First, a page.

Latest News and Events - Active Living
Introducing our 2013 Silver Stars - By Drew Piers
Eunice Bragg, 83
Eunice Bragg shines as an example of an involved and active senior. Originally from Whigam, Georgia, she extends her Southern hospitality and compassion to everyone she meets.
After moving to Tallahassee in 1982, she secured a job as a licensed practical nurse at Tallahassee Memorial Healthcare (TMH). She worked there for 10 years, but left to take care of her husband. She remains very much involved with TMH and serves on their board for retired employees. Bragg also currently does part-time nursing for Ness and Kelch, a medical practice here in Tallahassee.
She is an active member of Morningside Baptist - her church since moving to Tallahassee. She goes out of her way to take care of senior parishioners and coordinates the Silver Saints - organizing service projects for mission areas and in our community. Big Bend Hospice credits Bragg's efforts for the Silver Saints Ensure drive that she created and continues with persistence and commitment.
"Eunice is one of the hardest working women I know," said Judy Morris, member of Morningside Baptist Church. "She loves her seniors and is always willing to lend a helping hand."
She doesn't just help seniors though, her kindness really does extend to everyone she meets. She even keeps a dollar bill in her car to give out to people in need.
"There is always something you can do," said Bragg. "That's why I help the people I help. I can't imagine people not having someone to care for them. I hope I've made a difference."
Dot Carroll, 86
Originally from Jacksonville, Dot Carroll came to Tallahassee to study accounting at Florida State University. At the time, Florida State was a women's college and the University of Florida was an all men's college. Since UF did not have cheerleaders for their football team, they enlisted the help of a few FSU women to cheer them on –Carroll was one of the selected few. Now that FSU has a football team of its own, she proudly wears garnet and gold to support her Seminoles at games.
After graduation, Carroll went to work at the WTAL radio and TV stations. She stayed five years before moving on to work with the Sergeant of Arms in the Florida Legislature, and then on to consumer affairs for the Florida Department of Agriculture and Consumer Services.
Since retirement, Carroll's been intertwined with many local charities and organizations. She served as president for both the Junior Women's Club, where she would organize fashion shows to raise money for children, and the TallyHo Club - an organization that introduces new people to the community. In addition, she served as chairman on the board of trustees for her church, St. Paul's United Methodist.
Although Carroll is still actively involved in many local charities, she now devotes much of her time to the Tallahassee Senior Center. "The Senior Center is a place where people can really come together and form strong relationships," said Carroll. "It's the place where your investments of time and money see the greatest returns."
Besides volunteering and raising money for TSC, she loves spending time with her children and grandchildren. One of the things she is most proud of is the fact that all her children and grandchildren completed their higher education.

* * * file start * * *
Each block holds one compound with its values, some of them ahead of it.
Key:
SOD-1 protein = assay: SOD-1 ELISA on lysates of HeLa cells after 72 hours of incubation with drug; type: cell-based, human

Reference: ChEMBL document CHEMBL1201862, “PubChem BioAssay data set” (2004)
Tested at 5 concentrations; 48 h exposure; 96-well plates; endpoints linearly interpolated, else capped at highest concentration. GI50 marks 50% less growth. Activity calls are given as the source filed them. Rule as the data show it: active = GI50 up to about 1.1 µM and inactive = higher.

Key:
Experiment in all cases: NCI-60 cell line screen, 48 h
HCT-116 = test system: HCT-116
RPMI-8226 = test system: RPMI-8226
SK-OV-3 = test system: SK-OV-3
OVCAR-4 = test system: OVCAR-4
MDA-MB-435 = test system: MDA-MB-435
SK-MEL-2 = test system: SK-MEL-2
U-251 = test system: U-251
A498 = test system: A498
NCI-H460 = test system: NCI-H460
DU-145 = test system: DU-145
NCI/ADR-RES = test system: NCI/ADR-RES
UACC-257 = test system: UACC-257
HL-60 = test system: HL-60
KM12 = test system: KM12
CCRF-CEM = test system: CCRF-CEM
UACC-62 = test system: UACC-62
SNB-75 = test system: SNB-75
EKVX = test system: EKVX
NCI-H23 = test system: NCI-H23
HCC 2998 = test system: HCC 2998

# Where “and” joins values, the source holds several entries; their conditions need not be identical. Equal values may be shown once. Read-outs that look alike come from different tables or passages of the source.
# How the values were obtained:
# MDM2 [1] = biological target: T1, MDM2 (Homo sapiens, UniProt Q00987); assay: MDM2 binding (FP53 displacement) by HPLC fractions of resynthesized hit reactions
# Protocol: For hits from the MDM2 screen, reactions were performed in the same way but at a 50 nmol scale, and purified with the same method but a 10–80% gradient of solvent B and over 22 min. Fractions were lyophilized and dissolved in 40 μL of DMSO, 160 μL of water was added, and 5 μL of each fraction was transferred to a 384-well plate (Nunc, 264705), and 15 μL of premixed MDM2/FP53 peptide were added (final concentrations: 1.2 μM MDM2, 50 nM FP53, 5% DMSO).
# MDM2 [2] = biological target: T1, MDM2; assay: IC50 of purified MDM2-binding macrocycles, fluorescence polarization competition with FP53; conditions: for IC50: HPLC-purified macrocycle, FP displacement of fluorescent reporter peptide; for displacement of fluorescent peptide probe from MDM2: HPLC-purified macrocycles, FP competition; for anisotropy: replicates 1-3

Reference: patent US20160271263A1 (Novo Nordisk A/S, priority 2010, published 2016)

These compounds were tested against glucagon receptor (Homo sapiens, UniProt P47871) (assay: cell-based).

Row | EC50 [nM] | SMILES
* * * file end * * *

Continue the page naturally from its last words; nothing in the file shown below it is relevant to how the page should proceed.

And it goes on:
Myrtle Edwards "M. E." Williams, 86
Myrtle "M. E." Williams is a seventh generation Tallahassee native with a passion for education. After graduating from Lincoln High, she went on to study Home Economics at Florida Agricultural and Mechanical College, before it was a university.
From there she taught school in just about every setting one can imagine. After teaching for many years, she continued her education by receiving a master's in Elementary Education. Throughout her career she taught at every level from preschool Head Start programs to university classes.
"It is amazing the progress students make between August and June," comments Williams. "I always have students who recognize me in town, give me a hug and thank me. My students all know me as "M. E.," she says with a chuckle. M. E. has been nominated as an Outstanding Educator in Leon County.
When she isn't teaching health education to young adolescents, you can find Williams volunteering at Dr. B.L. Perry Jr. Library or Bond Elementary as a math and reading tutor. She's active in her sorority (Alpha Kappa Alpha) and is a leader of her Sunday school at St. Mary Primitive Baptist Church. Williams also shares health tips with seniors at Jake Gaither Community Center.
The avid gardener has made her home a beautiful sanctuary. She loves beauty in all things and finds incredible splendor in her family. When asked what she is most proud of, she proudly says, "all my children chose to pursue higher education." Her children and grandchildren are now lawyers and educators across the country – one even works in the White House.
James Fortner, 93
James Fortner, or "Mr. Jimmy," as many call him, is a man who has dedicated his life to serving others. Born in Live Oak, Florida, he served in the National Guard throughout his youth until he joined the Air Force. There he spent two years before deciding to go back to the National Guard, this time as a Lieutenant.
After his military service, Fortner joined on with the Florida Department of Agriculture as an Assistant Bureau Chief. There, he directed more than 125 employees in the assessment of food quality and quantity. Additionally, he was also contracted by the Food and Drug Administration to ensure that businesses were in compliance with all regulations.